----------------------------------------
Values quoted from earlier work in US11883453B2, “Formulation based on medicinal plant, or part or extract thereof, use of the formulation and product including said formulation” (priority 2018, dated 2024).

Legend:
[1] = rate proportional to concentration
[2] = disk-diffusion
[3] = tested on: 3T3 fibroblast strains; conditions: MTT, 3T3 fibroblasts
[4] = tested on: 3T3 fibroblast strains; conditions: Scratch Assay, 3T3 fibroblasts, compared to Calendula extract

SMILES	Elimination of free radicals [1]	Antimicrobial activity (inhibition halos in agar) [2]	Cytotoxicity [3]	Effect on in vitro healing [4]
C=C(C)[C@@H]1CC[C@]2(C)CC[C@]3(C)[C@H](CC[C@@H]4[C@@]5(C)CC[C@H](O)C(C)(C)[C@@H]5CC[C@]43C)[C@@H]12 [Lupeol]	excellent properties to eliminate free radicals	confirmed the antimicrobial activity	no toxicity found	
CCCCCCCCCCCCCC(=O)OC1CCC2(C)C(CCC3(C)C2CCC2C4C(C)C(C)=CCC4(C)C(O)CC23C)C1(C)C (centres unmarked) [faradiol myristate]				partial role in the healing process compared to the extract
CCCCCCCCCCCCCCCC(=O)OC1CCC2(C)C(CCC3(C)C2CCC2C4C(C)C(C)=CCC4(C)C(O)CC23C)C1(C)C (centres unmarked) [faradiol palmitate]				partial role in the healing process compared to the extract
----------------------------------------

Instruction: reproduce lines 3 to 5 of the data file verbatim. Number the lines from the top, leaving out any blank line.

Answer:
[1] = rate proportional to concentration
[2] = disk-diffusion
[3] = tested on: 3T3 fibroblast strains; conditions: MTT, 3T3 fibroblasts